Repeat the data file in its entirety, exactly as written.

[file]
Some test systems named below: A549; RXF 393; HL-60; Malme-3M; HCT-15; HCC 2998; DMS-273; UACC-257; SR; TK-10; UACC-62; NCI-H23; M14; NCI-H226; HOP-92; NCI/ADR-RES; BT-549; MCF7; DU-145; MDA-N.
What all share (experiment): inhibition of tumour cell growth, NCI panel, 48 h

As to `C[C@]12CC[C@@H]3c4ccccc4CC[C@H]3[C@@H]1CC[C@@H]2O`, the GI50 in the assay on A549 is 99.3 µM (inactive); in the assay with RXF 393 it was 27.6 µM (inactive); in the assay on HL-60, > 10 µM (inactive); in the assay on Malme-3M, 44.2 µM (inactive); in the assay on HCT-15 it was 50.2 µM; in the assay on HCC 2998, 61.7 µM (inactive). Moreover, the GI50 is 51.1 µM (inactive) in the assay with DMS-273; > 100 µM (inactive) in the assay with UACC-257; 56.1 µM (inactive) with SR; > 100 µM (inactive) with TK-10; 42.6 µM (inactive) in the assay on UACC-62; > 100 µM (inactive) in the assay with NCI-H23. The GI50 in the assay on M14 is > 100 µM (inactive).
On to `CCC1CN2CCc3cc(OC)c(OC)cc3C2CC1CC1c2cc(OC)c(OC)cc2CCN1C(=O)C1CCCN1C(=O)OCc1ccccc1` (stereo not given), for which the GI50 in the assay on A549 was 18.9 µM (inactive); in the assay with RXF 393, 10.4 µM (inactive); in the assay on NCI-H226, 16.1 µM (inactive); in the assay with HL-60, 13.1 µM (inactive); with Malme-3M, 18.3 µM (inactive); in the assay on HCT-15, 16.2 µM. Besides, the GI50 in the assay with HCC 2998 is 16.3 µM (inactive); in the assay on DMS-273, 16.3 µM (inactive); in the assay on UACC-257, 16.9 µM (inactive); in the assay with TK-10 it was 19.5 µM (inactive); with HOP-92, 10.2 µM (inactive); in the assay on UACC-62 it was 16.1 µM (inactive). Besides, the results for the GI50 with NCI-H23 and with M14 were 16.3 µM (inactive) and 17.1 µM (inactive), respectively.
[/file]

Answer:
Some test systems named below: A549; RXF 393; HL-60; Malme-3M; HCT-15; HCC 2998; DMS-273; UACC-257; SR; TK-10; UACC-62; NCI-H23; M14; NCI-H226; HOP-92; NCI/ADR-RES; BT-549; MCF7; DU-145; MDA-N.
What all share (experiment): inhibition of tumour cell growth, NCI panel, 48 h

As to `C[C@]12CC[C@@H]3c4ccccc4CC[C@H]3[C@@H]1CC[C@@H]2O`, the GI50 in the assay on A549 is 99.3 µM (inactive); in the assay with RXF 393 it was 27.6 µM (inactive); in the assay on HL-60, > 10 µM (inactive); in the assay on Malme-3M, 44.2 µM (inactive); in the assay on HCT-15 it was 50.2 µM; in the assay on HCC 2998, 61.7 µM (inactive). Moreover, the GI50 is 51.1 µM (inactive) in the assay with DMS-273; > 100 µM (inactive) in the assay with UACC-257; 56.1 µM (inactive) with SR; > 100 µM (inactive) with TK-10; 42.6 µM (inactive) in the assay on UACC-62; > 100 µM (inactive) in the assay with NCI-H23. The GI50 in the assay on M14 is > 100 µM (inactive).
On to `CCC1CN2CCc3cc(OC)c(OC)cc3C2CC1CC1c2cc(OC)c(OC)cc2CCN1C(=O)C1CCCN1C(=O)OCc1ccccc1` (stereo not given), for which the GI50 in the assay on A549 was 18.9 µM (inactive); in the assay with RXF 393, 10.4 µM (inactive); in the assay on NCI-H226, 16.1 µM (inactive); in the assay with HL-60, 13.1 µM (inactive); with Malme-3M, 18.3 µM (inactive); in the assay on HCT-15, 16.2 µM. Besides, the GI50 in the assay with HCC 2998 is 16.3 µM (inactive); in the assay on DMS-273, 16.3 µM (inactive); in the assay on UACC-257, 16.9 µM (inactive); in the assay with TK-10 it was 19.5 µM (inactive); with HOP-92, 10.2 µM (inactive); in the assay on UACC-62 it was 16.1 µM (inactive). Besides, the results for the GI50 with NCI-H23 and with M14 were 16.3 µM (inactive) and 17.1 µM (inactive), respectively.